"I'm really proud of this group, they are all world class. I am sure that they will come out with flying colours from the Games," Pagni, a two-time World Championship gold medallist had told PTI in Sonepat. "They have some experienced archers like Abhishek Verma and Rajat Chauhan but at the same time the youngsters also shot consistently. The level we reached was very high."

"Every team will fight for the gold and will give their best. It's about holding your nerves and executing your plans. In such a big competition, it all depends on how someone shoots on that given day. My best wishes to them," Pagni said.

The Italian will be missed during the games but he said he would stay connected and follow their progress.

"I've given the instruction to the Indian coaching team who will accompany them. Moreover, my session was more about team building rather than correcting themselves. The likes of Abhishek and Rajat are highly experienced... I only made minor tweaks."

Unlike the compound archers who have been in excellent form, the recurve team has been going through some tough times in terms of results. Deepika Kumari finally regained her Midas touch in Salt Lake City when she won the World Cup gold in the individual event.

"I have been focussing on my mental training and this has helped me to bounce back. I had some poor scores this year but my mental conditioning coach, Mugdha Bavare, has been helping me to regain my form," she said. The world number five will lead the Indian challenge in the Asian Games along with Laxmirani Majhi, Pramila Daimary, and Ankita Bhakat. "We do not have a very experienced side but hopefully we can spring a surprise," said Deepika.

The Indian men’s team with the likes of Atanu Das, Sukhchain Singh, Vishwas Kumar and Jagdish Chaudhary and the experienced Jayanta Talukdar and Mangal Singh Champia lost in the selection trials and failed to book their berths at the Asian Games. "The situation is indeed grim for the recurve archery in the country and it is time for some drastic measures to shore up their performances," Dola Banerjee, India’s first archer to win the World Cup final, said. "I feel one of the major reason for the downturn is our recurve archers have not adjusted to the new scoring pattern."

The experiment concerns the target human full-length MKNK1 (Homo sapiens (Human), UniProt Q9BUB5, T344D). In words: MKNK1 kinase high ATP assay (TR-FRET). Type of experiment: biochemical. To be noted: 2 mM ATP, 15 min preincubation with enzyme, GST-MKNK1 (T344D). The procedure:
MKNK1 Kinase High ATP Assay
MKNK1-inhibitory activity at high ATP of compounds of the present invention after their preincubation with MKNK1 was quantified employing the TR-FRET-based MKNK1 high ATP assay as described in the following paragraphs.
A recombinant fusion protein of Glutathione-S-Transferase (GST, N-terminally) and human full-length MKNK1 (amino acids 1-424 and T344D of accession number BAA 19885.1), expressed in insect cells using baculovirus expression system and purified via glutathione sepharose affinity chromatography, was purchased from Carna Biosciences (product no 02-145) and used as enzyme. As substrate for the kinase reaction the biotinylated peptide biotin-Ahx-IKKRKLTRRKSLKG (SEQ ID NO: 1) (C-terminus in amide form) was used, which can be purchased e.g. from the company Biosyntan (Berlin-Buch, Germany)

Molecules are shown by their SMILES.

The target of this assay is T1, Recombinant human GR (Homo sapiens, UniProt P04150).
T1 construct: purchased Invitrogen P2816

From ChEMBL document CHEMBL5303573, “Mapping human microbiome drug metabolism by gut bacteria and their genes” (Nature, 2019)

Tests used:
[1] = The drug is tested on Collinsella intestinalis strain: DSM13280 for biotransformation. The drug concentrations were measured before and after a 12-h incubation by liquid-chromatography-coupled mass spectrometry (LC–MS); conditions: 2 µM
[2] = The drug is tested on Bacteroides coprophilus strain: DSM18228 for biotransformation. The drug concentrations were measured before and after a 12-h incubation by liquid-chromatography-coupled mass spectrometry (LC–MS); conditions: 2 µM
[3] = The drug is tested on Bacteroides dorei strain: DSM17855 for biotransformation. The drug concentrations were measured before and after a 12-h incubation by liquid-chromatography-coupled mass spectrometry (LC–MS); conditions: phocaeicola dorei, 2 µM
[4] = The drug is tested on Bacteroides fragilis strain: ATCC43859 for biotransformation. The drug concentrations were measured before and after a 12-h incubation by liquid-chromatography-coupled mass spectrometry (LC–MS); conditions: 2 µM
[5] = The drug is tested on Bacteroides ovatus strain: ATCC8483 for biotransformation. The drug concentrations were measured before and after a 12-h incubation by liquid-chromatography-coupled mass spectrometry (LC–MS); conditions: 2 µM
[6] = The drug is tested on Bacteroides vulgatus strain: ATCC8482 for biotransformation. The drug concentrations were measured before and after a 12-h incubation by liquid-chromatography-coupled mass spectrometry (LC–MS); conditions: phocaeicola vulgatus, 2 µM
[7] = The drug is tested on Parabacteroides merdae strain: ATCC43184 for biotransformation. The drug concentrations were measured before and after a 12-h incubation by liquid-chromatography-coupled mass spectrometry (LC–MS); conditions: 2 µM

Earlier, 12 arrows were shot by two contestants, but now there are five sets with three arrows in each set, with the winner of the set getting two points. “Many times, they have squandered their lead after a good start, allowing their rivals to make a comeback," Dola explained.

That the Archery Association of India has been derecognised by the Indian government for more than half a decade has not helped. The recurve team has not had a foreign coach for a fair amount of time now, and the format of the selection trials for the national team has raised several questions.

Earlier, the selection trials were spread over four days where weightage was also given to the ranking rounds in the final selection. The trials for the Asian Games this year were held in just two days and many of the experts feel that this does not reward consistent performers.

Once a strong force at the continental level challenging the might of South Korea and Chinese Taipei, Indian recurve archers drew a blank in the last edition of the Asian Games while their compatriots from the compound team returned with four medals, including a gold.

A good performance in Jakarta from the compound archers might well be the boost the sport needs to gain much-needed recognition and popularity.

With PTI inputs.
| Edited by: Suyash Upadhyaya